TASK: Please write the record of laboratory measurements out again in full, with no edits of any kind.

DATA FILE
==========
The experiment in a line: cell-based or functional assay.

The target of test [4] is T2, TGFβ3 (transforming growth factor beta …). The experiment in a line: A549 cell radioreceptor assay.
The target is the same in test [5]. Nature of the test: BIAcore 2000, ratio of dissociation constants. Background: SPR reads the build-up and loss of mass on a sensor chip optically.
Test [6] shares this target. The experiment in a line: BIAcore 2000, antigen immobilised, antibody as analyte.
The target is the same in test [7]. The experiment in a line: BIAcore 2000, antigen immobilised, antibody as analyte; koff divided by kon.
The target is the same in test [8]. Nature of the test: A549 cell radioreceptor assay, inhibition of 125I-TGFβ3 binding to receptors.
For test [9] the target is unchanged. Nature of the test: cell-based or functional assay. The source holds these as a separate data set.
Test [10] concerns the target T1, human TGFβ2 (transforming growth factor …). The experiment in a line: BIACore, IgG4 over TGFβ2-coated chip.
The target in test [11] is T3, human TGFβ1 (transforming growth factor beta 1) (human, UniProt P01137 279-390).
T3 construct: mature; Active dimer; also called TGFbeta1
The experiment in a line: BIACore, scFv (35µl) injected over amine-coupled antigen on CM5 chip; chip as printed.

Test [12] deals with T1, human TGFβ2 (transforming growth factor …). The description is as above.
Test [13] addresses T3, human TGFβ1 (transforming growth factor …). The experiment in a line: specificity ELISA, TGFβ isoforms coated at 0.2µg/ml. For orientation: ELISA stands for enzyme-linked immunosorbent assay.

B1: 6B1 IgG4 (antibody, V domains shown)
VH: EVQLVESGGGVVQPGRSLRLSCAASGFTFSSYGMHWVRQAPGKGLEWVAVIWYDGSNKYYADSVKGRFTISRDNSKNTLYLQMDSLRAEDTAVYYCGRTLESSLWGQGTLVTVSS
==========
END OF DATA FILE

The experiment in a line: cell-based or functional assay.

The target of test [4] is T2, TGFβ3 (transforming growth factor beta …). The experiment in a line: A549 cell radioreceptor assay.
The target is the same in test [5]. Nature of the test: BIAcore 2000, ratio of dissociation constants. Background: SPR reads the build-up and loss of mass on a sensor chip optically.
Test [6] shares this target. The experiment in a line: BIAcore 2000, antigen immobilised, antibody as analyte.
The target is the same in test [7]. The experiment in a line: BIAcore 2000, antigen immobilised, antibody as analyte; koff divided by kon.
The target is the same in test [8]. Nature of the test: A549 cell radioreceptor assay, inhibition of 125I-TGFβ3 binding to receptors.
For test [9] the target is unchanged. Nature of the test: cell-based or functional assay. The source holds these as a separate data set.
Test [10] concerns the target T1, human TGFβ2 (transforming growth factor …). The experiment in a line: BIACore, IgG4 over TGFβ2-coated chip.
The target in test [11] is T3, human TGFβ1 (transforming growth factor beta 1) (human, UniProt P01137 279-390).
T3 construct: mature; Active dimer; also called TGFbeta1
The experiment in a line: BIACore, scFv (35µl) injected over amine-coupled antigen on CM5 chip; chip as printed.

Test [12] deals with T1, human TGFβ2 (transforming growth factor …). The description is as above.
Test [13] addresses T3, human TGFβ1 (transforming growth factor …). The experiment in a line: specificity ELISA, TGFβ isoforms coated at 0.2µg/ml. For orientation: ELISA stands for enzyme-linked immunosorbent assay.

B1: 6B1 IgG4 (antibody, V domains shown)
VH: EVQLVESGGGVVQPGRSLRLSCAASGFTFSSYGMHWVRQAPGKGLEWVAVIWYDGSNKYYADSVKGRFTISRDNSKNTLYLQMDSLRAEDTAVYYCGRTLESSLWGQGTLVTVSS